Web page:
For all my (like maybe 2) followers, you might have noticed we added a page for a new horse!
Those that need a reminder, check out the post here: DUKE
Anyway, this guy is a 2015 model American Saddlebred. He is ALL BLACK you guys. My own personal black beauty. In real life. Like, how did I even get so lucky? My luckiness has not come without it’s struggles though.
Duke is, for lack of better words, a firecracker. He is bred to be hot. And HOT he is. When I first started driving Duke for his previous owner, the first time I grabbed the lines was at our first show together in Sept of 2020. We had a short little warm up that went really well. The literal MOMENT he stepped foot into the show ring though, I had a different horse. It took me by surprise, and I fell in love. That is a feeling I can’t explain. I have shown in many classes, on many different horses, in many different situations and places and this was a feeling that was completely new to me. I had a show horse. A fancy, fire breathing dragon who stomped the ground like he OWNED the place.
He had barely been pulling a cart for 30 days at that point, and since I had never driven him before we did have our share of mistakes. But we looked pretty good at our first show together and the few subsequent ones if I do say so myself. Evidence below. Disagree? You’re allowed but please kindly take your negativity elsewhere!
Fast forward to April 2022:
As I’ve mentioned in a previous post, Fizz and I moved to Brickyard Farms in early 2021, where Duke had been since late 2020. As time has rolled on, it’s becoming apparent that pulling a cart is not where Duke will ultimately excel so over the winter 2021/2022 we began to switch gears and focus more on riding. Duke has had a lot of negative experiences with riding in the past and has not been taught a lot, so we are basically working from the ground up here to re-teach him things that are paramount to his success.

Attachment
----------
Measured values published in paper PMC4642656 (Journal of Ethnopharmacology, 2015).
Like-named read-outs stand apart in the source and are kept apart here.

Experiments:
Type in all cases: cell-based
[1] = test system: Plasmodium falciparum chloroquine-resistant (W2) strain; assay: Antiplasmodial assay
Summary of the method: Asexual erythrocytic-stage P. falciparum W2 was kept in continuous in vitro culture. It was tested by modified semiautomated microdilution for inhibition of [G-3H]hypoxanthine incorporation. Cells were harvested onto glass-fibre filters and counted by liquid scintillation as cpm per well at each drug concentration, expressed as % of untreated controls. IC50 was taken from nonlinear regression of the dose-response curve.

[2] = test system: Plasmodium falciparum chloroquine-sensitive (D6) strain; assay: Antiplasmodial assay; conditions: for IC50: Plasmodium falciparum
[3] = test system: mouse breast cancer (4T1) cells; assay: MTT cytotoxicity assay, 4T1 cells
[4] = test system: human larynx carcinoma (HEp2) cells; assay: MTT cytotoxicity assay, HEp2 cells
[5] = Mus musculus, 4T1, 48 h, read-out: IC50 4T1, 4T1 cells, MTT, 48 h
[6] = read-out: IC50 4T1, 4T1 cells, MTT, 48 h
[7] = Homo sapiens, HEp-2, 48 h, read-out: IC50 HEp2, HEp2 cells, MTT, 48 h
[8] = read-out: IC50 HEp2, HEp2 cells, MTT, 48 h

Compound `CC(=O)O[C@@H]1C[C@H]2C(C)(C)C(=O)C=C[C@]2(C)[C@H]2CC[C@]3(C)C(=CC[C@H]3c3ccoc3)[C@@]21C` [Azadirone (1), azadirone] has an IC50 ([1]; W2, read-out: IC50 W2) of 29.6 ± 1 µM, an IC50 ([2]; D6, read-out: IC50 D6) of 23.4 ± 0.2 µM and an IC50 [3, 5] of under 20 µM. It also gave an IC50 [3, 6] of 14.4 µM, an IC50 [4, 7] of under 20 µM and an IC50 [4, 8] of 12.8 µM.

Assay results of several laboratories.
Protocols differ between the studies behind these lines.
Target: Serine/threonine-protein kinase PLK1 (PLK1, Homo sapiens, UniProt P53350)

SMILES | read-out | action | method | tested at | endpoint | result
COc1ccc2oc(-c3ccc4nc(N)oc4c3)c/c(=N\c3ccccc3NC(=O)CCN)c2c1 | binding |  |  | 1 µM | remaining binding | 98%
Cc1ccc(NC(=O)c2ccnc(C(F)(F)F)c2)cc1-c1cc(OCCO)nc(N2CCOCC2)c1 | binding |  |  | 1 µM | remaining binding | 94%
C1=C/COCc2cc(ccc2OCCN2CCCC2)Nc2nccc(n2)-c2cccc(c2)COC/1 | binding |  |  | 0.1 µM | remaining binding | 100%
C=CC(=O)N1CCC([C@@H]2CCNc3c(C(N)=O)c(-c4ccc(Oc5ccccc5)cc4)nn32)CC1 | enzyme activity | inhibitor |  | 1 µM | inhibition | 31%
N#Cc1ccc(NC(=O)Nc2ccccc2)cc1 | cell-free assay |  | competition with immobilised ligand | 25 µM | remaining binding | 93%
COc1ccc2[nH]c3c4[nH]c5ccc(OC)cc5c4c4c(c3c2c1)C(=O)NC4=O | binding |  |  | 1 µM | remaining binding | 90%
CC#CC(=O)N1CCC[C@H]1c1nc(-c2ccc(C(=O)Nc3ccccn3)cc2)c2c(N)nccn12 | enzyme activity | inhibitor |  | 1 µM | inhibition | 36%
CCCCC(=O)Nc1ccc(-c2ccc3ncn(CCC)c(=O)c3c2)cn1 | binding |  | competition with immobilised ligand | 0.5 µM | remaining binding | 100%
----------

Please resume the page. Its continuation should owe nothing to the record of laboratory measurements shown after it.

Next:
So aside from my rambling because I haven’t talked much about this horse, my point is that too often, horses are rushed into situations for which they are not prepared. They are pushed too hard too fast and they do not learn everything they need to learn before they are expected to do all the things right. Then, when the FLIGHT animal shows it’s flight instincts, people misinterpret that as bad behavior. However, is it really fair to assume they are misbehaving, when infact, they just have never been given the chance to understand what is expected of them, and to learn a basic foundation on which they can rely on? The answer, in my book, is no.
Teach them the easy stuff. Let them understand the basics. Don’t expect them to know the hard stuff automatically just because you’re asking it. And if you are asking them over and over, and getting the same results, maybe evaluate how you are asking and ask in a different way. Just as with humans, horses do not all have the same personalities and they do not all learn the exact same way. This complicates things and makes training more difficult, but to me, a good trainer has patience. They have the good sense to know when to change their methods. They research. They learn new things. They are humble enough to ask for help.
All that said. We are still being patient. We are still researching. We are still finding new ways to ask for what we want. Slowly but surely, Duke is beginning to provide the right answers more often than not. We are in no hurry, when he’s ready, he will let us know. Check out the short video clip below. Please ignore my chattering, asking him not to “fall apart” since he was going along so nice!